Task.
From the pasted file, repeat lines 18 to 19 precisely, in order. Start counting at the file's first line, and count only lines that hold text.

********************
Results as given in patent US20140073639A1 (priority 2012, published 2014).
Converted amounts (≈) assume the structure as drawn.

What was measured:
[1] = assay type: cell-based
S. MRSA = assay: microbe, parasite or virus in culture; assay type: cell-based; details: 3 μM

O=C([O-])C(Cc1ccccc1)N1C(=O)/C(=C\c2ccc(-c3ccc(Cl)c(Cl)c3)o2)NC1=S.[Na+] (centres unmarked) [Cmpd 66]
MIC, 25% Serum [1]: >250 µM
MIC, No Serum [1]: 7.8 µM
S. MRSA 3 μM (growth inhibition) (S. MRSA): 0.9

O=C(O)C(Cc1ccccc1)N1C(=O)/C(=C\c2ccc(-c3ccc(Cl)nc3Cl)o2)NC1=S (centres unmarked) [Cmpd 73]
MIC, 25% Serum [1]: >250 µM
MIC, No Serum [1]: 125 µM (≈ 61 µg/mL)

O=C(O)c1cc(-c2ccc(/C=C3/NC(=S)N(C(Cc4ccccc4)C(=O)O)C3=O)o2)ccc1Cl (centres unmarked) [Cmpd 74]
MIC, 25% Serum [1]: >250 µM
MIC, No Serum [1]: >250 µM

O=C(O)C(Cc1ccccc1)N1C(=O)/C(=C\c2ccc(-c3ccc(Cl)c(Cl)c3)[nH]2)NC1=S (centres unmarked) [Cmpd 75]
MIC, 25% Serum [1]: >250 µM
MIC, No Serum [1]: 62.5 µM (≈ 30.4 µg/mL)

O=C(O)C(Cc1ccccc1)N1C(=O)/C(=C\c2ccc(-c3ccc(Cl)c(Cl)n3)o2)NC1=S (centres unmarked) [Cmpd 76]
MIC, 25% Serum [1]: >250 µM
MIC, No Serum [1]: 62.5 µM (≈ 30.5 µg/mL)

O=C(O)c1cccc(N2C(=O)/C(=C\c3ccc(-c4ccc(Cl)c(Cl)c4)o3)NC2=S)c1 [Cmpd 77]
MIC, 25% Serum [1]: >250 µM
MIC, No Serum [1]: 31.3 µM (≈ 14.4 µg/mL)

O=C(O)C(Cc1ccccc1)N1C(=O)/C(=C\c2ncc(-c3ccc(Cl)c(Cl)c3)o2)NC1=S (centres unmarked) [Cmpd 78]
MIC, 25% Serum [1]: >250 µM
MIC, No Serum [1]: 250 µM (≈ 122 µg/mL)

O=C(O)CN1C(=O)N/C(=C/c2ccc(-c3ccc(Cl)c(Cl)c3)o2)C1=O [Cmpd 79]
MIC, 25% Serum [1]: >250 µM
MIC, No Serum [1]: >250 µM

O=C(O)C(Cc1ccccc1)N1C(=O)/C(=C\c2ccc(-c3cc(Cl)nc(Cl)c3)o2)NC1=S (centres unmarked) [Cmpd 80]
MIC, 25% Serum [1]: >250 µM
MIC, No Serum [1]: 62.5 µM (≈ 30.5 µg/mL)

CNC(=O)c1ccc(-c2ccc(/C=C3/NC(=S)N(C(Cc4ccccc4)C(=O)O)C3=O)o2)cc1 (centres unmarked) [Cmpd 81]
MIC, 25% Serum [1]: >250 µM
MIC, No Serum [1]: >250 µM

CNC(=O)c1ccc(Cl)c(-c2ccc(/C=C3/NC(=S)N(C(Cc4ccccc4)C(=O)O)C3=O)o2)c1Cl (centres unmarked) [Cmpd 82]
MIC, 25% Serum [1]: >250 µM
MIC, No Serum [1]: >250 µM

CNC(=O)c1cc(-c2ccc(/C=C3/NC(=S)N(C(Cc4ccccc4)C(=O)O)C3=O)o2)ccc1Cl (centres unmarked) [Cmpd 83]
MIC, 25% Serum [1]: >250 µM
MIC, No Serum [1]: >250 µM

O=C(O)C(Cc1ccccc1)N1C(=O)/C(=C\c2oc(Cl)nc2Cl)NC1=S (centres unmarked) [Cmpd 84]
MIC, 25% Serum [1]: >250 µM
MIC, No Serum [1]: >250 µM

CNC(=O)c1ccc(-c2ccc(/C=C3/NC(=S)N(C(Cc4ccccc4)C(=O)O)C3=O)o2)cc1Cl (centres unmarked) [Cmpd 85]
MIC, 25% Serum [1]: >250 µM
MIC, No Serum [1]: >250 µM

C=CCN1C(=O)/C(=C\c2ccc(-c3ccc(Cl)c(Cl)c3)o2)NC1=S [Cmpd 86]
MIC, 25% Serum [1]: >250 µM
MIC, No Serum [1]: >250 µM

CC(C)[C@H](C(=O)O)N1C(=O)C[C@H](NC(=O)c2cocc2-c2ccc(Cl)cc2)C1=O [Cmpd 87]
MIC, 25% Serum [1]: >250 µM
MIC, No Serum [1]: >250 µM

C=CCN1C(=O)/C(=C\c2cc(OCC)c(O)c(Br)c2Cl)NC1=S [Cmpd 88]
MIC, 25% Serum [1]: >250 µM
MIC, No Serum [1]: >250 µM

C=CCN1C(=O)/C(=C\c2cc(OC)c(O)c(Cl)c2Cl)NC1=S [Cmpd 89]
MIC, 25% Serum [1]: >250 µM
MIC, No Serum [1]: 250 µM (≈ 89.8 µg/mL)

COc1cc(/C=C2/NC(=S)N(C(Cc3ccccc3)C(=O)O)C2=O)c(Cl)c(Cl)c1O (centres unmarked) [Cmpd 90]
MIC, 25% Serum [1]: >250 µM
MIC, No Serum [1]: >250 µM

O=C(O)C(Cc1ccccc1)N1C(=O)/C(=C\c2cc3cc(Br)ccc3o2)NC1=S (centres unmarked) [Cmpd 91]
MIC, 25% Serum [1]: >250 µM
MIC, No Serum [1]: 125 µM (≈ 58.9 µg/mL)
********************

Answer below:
MIC, No Serum [1]: 62.5 µM (≈ 30.4 µg/mL)

O=C(O)C(Cc1ccccc1)N1C(=O)/C(=C\c2ccc(-c3ccc(Cl)c(Cl)n3)o2)NC1=S (centres unmarked) [Cmpd 76]